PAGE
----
### Table 1 The result fl)r Arabic is impractical for small computers.

### Table 1. Eigenvalues of the Schur complement, for streamline-upwind discretization. We test the preconditioners here with two Krylov subspace methods for solving nonsym- metric systems: the generalized minimum residual method (GMRES) [15], and a simple im- plementation of the quasi-minimum residual method (QMR) [8] based on coupled two-term recurrences without look-ahead. GMRES demonstrates the performance of the preconditioners with the optimal (with respect to the residual norm) Krylov subspace solver. This method is impractical for large problems because its work and storage requirements grow with the iteration count; QMR is a non-optimal alternative that avoids this di culty. Some additional experi- ments with restarted GMRES are presented in Section 4. In all cases we use right-oriented preconditioning, and our convergence criterion is a reduction of 10?6 in the l2{norm of the residual. The action of F?1 and F?t is computed using the LU-factorization in MATLAB. We start from a zero initial guess. Using random initial guesses gave comparable iteration counts 10

"... In PAGE 12: ... We rst consider the bounds of Theorem 1. Table1 shows the extreme real parts and max- imum imaginary parts of the generalized eigenvalues (2.7) of the Schur complement operator, for = 1=10 and 1=100 with the streamline-upwind discretization, on three meshes.... In PAGE 12: ... The analysis also shows that the real parts and largest imaginary parts of the eigenvalues are bounded independently of ; the bound for the smallest real part is proportional to 2. The data of Table1 are in agreement with the upper bounds. Figure 5 plots the smallest real parts on a logarithmic scale, for the streamline-upwind discretization on a 64 64 grid and = 1=20, 1=40, 1=80, and 1=160.... ..."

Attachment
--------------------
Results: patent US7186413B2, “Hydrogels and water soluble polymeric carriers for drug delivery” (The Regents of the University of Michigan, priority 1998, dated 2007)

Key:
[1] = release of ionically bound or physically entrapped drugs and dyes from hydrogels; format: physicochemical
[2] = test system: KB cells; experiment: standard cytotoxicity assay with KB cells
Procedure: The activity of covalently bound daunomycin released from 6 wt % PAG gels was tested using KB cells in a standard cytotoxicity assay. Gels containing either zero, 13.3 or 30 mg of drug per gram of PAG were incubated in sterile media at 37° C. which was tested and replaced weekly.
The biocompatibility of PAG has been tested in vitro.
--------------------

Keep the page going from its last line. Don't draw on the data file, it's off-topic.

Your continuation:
### Table 4 : Computational Requirements

"... In PAGE 5: ... 43 Table 3: Determining Silhouettes. 47 Table4 : Computational Requirements 54 Table 5: Display Rate Requirements 55 Table 6: Comparison of Complex Surface Methods 56 ... ..."

### Table 3: Computational Requirements

"... In PAGE 15: ...4.2 Computational Requirements To give an idea of the computational requirements of CLNB and CLNN, four measurements are used: (1) running time for training (in second); (2) running time for testing (in second); (3) number of contextual rules generated before pruning; and (4) number of contextual rules generated after pruning; The results of our experiments are listed in Table3 . All the values are averaged over ten folds.... In PAGE 15: ... All the values are averaged over ten folds. We discovered an important fact from Table 2 and Table3 : for those datasets with more than 50 contextual rules after pruning, the average accuracy improvement of CLNB over NB is 6.3% (on 11 datasets), and the average accuracy improvement of CLNN over NN is 7.... ..."

### Table 1 Computational requirements

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### Table 5. Computational Requirements

### Table 5: Computational Requirements

### Table V. Computational requirements